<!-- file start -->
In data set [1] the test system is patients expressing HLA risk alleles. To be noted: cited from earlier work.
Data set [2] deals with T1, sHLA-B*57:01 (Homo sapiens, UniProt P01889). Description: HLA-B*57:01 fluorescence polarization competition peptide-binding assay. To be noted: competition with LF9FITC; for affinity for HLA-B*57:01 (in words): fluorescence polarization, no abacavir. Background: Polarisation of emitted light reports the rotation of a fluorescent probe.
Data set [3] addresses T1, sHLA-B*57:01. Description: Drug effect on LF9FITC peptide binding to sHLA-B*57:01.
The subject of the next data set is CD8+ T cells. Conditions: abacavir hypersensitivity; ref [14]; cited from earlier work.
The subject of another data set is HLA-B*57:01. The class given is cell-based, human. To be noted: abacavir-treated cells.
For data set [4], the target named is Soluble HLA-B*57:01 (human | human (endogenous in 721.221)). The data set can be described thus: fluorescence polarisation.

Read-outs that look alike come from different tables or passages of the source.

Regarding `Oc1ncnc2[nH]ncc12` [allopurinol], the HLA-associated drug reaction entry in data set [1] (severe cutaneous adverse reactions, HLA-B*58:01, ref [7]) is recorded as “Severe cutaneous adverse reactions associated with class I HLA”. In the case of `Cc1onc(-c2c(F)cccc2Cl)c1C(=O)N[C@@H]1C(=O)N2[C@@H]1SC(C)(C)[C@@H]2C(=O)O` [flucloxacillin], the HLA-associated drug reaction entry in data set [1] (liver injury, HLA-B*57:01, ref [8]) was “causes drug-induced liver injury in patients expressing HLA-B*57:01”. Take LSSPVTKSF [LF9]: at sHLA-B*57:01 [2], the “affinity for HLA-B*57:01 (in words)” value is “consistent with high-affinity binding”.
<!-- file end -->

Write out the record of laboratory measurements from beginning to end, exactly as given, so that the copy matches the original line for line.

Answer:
In data set [1] the test system is patients expressing HLA risk alleles. To be noted: cited from earlier work.
Data set [2] deals with T1, sHLA-B*57:01 (Homo sapiens, UniProt P01889). Description: HLA-B*57:01 fluorescence polarization competition peptide-binding assay. To be noted: competition with LF9FITC; for affinity for HLA-B*57:01 (in words): fluorescence polarization, no abacavir. Background: Polarisation of emitted light reports the rotation of a fluorescent probe.
Data set [3] addresses T1, sHLA-B*57:01. Description: Drug effect on LF9FITC peptide binding to sHLA-B*57:01.
The subject of the next data set is CD8+ T cells. Conditions: abacavir hypersensitivity; ref [14]; cited from earlier work.
The subject of another data set is HLA-B*57:01. The class given is cell-based, human. To be noted: abacavir-treated cells.
For data set [4], the target named is Soluble HLA-B*57:01 (human | human (endogenous in 721.221)). The data set can be described thus: fluorescence polarisation.

Read-outs that look alike come from different tables or passages of the source.

Regarding `Oc1ncnc2[nH]ncc12` [allopurinol], the HLA-associated drug reaction entry in data set [1] (severe cutaneous adverse reactions, HLA-B*58:01, ref [7]) is recorded as “Severe cutaneous adverse reactions associated with class I HLA”. In the case of `Cc1onc(-c2c(F)cccc2Cl)c1C(=O)N[C@@H]1C(=O)N2[C@@H]1SC(C)(C)[C@@H]2C(=O)O` [flucloxacillin], the HLA-associated drug reaction entry in data set [1] (liver injury, HLA-B*57:01, ref [8]) was “causes drug-induced liver injury in patients expressing HLA-B*57:01”. Take LSSPVTKSF [LF9]: at sHLA-B*57:01 [2], the “affinity for HLA-B*57:01 (in words)” value is “consistent with high-affinity binding”.